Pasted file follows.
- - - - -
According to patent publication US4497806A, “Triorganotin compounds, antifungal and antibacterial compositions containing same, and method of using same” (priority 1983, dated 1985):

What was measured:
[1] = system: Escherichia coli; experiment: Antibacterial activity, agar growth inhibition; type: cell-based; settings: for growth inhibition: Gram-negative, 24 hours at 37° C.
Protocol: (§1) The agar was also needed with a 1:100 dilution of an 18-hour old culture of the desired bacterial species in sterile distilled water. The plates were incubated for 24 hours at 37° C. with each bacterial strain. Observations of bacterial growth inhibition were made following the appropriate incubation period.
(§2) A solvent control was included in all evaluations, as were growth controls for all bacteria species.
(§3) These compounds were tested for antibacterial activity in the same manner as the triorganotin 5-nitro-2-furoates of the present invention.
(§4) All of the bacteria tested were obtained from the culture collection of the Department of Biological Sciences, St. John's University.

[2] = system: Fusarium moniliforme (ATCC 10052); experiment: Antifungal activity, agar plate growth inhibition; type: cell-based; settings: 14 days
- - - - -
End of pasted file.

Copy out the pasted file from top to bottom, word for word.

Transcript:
According to patent publication US4497806A, “Triorganotin compounds, antifungal and antibacterial compositions containing same, and method of using same” (priority 1983, dated 1985):

What was measured:
[1] = system: Escherichia coli; experiment: Antibacterial activity, agar growth inhibition; type: cell-based; settings: for growth inhibition: Gram-negative, 24 hours at 37° C.
Protocol: (§1) The agar was also needed with a 1:100 dilution of an 18-hour old culture of the desired bacterial species in sterile distilled water. The plates were incubated for 24 hours at 37° C. with each bacterial strain. Observations of bacterial growth inhibition were made following the appropriate incubation period.
(§2) A solvent control was included in all evaluations, as were growth controls for all bacteria species.
(§3) These compounds were tested for antibacterial activity in the same manner as the triorganotin 5-nitro-2-furoates of the present invention.
(§4) All of the bacteria tested were obtained from the culture collection of the Department of Biological Sciences, St. John's University.

[2] = system: Fusarium moniliforme (ATCC 10052); experiment: Antifungal activity, agar plate growth inhibition; type: cell-based; settings: 14 days